Philcoxia P. Taylor & V. C. Souza is a carnivorous plant genus, endemic to the Brazilian cerrado and caatinga biomes (Pereira et al., 2012; Carvalho and Queiroz, 2014). The genus is characterized by terrestrial herbs with underground stems and leaves under or on the soil surface. It comprises five species: P. bahiensis V. C. Souza & Harley and P. tuberosa M. L. S. Carvalho & L. P. Queiroz, from Bahia; P. goiasensis P. Taylor, from Goiás; P. minensis V. C. Souza & Giul., from Minas Gerais (Taylor et al., 2000); and a newly described species (Scatigna et al., unpublished), also from Minas Gerais. Only a small population of P. minensis is known from a sand patch at the Serra do Cabral State Park, in Minas Gerais State (Souza and Giulietti, 2009). Due to its rarity and the vulnerability of the formation where it occurs, this species could be treated as critically endangered. In addition, very little is known about the general biology of P. minensis. One important step for studies supporting its conservation is the characterization of its genetic diversity and structure, gene flow, breeding ratio of populations, and mating system.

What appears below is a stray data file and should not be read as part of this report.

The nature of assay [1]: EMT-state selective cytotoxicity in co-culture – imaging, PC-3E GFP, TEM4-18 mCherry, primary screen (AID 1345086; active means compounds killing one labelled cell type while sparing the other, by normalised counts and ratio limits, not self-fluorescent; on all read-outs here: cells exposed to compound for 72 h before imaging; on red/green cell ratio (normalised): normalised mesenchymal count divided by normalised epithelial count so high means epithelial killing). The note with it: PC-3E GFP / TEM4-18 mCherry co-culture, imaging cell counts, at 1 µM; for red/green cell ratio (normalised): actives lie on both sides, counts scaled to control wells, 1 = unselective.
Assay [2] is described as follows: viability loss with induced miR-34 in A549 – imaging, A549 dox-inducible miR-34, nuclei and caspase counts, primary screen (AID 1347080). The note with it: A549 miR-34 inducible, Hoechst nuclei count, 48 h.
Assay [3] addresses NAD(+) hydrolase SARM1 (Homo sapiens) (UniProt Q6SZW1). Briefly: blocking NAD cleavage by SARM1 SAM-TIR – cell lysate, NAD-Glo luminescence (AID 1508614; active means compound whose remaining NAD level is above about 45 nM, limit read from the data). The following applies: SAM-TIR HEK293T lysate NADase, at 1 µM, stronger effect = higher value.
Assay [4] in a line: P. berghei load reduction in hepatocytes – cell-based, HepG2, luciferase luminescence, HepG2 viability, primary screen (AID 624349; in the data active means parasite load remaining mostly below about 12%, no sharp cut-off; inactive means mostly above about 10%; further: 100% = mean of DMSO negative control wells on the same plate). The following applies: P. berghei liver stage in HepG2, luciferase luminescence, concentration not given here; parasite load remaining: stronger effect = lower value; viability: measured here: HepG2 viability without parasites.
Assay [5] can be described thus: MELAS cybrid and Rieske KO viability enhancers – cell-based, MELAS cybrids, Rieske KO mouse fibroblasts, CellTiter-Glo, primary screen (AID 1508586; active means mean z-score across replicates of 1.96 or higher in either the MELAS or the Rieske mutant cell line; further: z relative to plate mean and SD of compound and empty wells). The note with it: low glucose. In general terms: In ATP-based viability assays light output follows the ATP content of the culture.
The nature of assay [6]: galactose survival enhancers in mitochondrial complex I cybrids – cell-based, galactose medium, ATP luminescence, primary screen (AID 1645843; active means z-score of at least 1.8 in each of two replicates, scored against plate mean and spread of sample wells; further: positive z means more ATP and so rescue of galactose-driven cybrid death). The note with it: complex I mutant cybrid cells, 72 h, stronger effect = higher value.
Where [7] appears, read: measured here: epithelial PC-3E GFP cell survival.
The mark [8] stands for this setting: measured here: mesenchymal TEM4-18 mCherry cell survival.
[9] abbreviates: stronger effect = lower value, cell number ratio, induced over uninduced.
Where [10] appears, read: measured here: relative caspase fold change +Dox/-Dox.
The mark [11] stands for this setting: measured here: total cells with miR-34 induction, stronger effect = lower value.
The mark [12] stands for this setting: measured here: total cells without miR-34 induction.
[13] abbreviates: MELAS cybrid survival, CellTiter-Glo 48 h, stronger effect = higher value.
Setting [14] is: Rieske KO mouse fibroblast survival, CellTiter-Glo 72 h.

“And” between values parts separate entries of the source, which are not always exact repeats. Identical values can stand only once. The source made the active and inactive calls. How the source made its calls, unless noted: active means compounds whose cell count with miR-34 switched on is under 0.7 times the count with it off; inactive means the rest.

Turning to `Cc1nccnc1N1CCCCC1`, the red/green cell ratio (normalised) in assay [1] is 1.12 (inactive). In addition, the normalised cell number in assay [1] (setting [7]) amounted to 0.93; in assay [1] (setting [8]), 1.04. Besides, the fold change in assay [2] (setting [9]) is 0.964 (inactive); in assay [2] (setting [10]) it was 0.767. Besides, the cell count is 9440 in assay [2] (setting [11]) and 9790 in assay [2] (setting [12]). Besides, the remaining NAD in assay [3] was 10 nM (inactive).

The use of microsatellite markers for population genetics and biodiversity conservation has increased in the past decade (Ouborg et al., 2010) and is now a well-established technique. Therefore, the purpose of this study was to develop microsatellite markers or simple sequence repeats (SSR), aiming to elucidate questions concerning aspects of P. minensis biology, such as its genetic structure, variability, and mating system.
METHODS AND RESULTS
A silica gel—dried inflorescence of a single individual of P. minensis was used in the initial DNA extraction, using the NucleoSpin Plant II Kit (Macherey-Nagel, Düren, Germany), following the manufacturer's protocol. A voucher specimen of that individual (Scatigna, A. V. 42) was deposited at the UEC herbarium at the Universidade Estadual de Campinas, Brazil. The inflorescence of Philcoxia individuals is used for DNA extraction to (1) avoid killing the plant, as the leaves are situated on or below the soil surface; and (2) prevent contamination of the template DNA by the abundant nematodes stuck on the leaf surfaces.